Photo of Rose Breasted Grosbeak

Photographing Rose Breasted Grosbeaks in Our Certified Wildlife Habitat

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Gardening for Wildlife

Some days, it’s nice to just stay home to watch and photograph the bird activity in my own back yard. Thanks to my husband’s long term planning, serious study and countless hours of hard work, our home’s landscaping is a beautiful and welcoming refuge for wildlife. Full of many different, shade loving, colorful, indigenous trees, bushes and plants, this inviting outdoor space provides an abundance of water, food, cover and nesting areas to attract a wide variety of wild birds. As our yard has blossomed and grown over the years, it has become a safe habitat for nesting birds and also weary migrating birds just passing through SW Michigan and needing a place to rest.

Photo of Male Rose Breasted Grosbeak
A Young but Colorful Male Rose Breasted Grosbeak. Notice That He
Still Has Some of His Brown Juvenile Feathers.
ISO 1600; f/6.3; 1/4000 Second

Photographing Rose Breasted Grosbeaks

Having this place, this wonderland in which to photograph birds, is a blessing. One of the most beautiful birds in our yard is the Rose Breasted Grosbeak. These large billed, stocky, medium sized birds are forest dwellers, and bold enough to be attracted closer to the house by the seeds in the bird feeders. The males are black and white, with a definitive bright red patch on their breasts. The females and juveniles have very different coloration, streaked brown and white feathers, but the same triangular bill.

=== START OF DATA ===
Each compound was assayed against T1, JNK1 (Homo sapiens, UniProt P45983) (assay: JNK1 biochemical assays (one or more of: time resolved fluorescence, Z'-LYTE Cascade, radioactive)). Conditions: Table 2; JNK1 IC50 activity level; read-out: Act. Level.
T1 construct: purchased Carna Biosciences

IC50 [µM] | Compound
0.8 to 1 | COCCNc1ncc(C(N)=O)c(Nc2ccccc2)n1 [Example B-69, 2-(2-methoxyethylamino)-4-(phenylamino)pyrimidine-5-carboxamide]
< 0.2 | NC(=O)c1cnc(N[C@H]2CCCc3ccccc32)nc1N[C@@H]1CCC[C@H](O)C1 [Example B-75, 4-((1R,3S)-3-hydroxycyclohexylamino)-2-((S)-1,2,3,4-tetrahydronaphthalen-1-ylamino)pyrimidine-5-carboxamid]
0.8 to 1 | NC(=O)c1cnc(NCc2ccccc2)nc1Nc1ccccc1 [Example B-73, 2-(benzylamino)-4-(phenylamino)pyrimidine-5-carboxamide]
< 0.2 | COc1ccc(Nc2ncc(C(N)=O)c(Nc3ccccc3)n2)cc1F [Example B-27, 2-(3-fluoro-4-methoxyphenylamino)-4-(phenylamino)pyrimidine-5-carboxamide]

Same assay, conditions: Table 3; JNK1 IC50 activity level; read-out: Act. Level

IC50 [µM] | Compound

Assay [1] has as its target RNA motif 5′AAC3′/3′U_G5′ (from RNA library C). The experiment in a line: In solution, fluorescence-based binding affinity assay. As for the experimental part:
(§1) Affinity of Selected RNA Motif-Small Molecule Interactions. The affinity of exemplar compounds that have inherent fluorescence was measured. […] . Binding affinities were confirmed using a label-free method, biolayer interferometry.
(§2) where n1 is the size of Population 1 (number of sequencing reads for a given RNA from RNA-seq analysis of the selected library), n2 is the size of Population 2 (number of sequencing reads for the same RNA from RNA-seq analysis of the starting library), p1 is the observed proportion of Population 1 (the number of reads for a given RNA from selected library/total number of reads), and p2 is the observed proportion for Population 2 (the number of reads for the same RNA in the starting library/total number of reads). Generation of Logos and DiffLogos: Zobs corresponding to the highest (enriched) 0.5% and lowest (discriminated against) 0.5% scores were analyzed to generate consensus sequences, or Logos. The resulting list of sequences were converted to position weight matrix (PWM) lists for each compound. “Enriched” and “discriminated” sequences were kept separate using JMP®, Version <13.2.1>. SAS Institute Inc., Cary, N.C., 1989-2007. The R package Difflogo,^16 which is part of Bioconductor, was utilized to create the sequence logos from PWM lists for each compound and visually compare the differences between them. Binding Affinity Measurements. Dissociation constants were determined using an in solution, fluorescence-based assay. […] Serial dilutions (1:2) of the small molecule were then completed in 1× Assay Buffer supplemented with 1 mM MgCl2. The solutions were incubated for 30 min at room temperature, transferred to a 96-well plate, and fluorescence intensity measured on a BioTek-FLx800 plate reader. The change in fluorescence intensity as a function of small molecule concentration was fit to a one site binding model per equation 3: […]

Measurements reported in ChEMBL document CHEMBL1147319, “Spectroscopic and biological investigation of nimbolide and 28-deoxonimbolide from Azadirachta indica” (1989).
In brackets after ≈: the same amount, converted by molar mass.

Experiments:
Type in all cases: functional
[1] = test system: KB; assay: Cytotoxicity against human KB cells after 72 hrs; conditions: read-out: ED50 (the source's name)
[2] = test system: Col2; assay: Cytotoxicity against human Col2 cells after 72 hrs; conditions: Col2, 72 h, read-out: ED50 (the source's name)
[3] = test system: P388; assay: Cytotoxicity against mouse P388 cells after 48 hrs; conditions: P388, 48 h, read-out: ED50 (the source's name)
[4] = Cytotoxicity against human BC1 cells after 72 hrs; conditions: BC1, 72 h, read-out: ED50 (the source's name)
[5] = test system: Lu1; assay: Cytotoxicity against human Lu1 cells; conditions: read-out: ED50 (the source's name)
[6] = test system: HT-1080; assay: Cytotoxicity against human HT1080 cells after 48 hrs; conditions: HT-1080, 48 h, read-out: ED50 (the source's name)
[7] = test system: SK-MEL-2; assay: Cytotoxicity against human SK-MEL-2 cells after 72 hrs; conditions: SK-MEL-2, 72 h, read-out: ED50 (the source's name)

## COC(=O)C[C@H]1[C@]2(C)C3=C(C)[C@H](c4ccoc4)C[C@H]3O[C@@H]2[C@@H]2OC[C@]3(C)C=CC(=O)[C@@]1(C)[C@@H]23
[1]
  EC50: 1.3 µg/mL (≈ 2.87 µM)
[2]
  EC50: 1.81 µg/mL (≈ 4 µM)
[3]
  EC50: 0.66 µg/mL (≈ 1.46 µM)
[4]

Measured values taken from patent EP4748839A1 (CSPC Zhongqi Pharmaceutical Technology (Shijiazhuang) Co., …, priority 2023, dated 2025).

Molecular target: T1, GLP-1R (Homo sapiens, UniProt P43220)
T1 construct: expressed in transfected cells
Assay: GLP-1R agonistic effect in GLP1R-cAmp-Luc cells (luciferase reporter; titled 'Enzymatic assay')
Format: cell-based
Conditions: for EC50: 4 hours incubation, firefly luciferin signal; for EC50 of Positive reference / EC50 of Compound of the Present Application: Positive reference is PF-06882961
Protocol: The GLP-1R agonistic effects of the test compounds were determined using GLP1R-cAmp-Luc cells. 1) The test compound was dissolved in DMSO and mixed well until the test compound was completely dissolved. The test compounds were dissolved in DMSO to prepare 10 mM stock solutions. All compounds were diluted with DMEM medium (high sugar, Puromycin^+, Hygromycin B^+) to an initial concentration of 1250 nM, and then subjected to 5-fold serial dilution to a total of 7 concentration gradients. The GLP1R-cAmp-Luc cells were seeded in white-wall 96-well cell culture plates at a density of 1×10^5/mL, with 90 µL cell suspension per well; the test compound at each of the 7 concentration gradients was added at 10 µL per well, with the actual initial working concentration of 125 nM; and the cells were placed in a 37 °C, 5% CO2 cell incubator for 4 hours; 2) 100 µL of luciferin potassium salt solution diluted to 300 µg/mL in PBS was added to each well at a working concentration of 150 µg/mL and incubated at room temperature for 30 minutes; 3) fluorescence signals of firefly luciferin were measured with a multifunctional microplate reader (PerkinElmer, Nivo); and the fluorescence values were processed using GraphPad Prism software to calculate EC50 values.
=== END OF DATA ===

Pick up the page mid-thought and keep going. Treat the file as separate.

Photo of Male Red Breasted Grosbeak
A Young, Male Rose Breasted Grosbeak Taking Flight. Notice the Pink Flash Under the Wings.
ISO 1600; f/6.3; 1/4000 Second
Photo of Female Red Breasted Grosbeak
Female Rose Breasted Grosbeak, Very Different Coloration Compared
With the Male Grosbeak. Sexual Dimorphism in Color is Very Common in Birds. Most Often, the Female is Blandly Colored- All the Better to Be More Concealed on the Nest.
ISO 1600; f/5.6; 1/1600 Second

Design Your Own Back Yard Bird Refuge

You can’t beat the convenience of staying home to photograph birds, whether you are sitting comfortably with your camera and cup of coffee inside your home, or setting up your blind and tripod outside in the yard.

Our property is an official Certified Wildlife Habitat®. The template for designing a wildlife habitat in your own yard is available from the National Wildlife Federation at this link.  An essential component of this program is avoiding the use of chemical poisons. The diversity of plant life in our yard attracts many different species of wildlife that, in turn, help keep away damaging pests. Non-chemical, integrated pest management solutions are used when a pest problem is discovered. For a good resource on safe alternatives to the use of chemical pesticides, see this link.

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